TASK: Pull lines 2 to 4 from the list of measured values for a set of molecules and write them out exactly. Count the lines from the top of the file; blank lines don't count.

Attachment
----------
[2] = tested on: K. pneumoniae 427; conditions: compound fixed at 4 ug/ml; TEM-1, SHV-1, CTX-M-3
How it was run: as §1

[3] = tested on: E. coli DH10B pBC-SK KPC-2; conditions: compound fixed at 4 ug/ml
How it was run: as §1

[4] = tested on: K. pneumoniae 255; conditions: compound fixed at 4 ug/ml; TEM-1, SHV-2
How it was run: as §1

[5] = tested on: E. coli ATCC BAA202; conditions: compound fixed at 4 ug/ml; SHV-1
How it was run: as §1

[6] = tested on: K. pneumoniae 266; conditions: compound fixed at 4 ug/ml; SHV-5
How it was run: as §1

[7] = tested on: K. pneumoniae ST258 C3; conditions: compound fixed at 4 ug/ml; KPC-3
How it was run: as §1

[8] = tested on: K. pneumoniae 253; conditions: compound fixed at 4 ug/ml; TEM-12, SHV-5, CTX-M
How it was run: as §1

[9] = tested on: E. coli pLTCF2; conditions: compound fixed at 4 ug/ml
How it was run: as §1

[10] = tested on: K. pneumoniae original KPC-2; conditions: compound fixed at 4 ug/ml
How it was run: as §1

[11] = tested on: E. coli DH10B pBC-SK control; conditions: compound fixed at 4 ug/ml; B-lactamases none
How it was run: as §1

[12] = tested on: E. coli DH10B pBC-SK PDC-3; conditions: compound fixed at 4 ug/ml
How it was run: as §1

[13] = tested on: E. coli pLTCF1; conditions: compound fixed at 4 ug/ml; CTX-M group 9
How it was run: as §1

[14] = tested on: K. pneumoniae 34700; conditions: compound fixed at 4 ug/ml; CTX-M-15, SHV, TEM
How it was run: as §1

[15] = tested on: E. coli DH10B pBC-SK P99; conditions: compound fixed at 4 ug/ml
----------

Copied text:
How it was run: as §1

[3] = tested on: E. coli DH10B pBC-SK KPC-2; conditions: compound fixed at 4 ug/ml
How it was run: as §1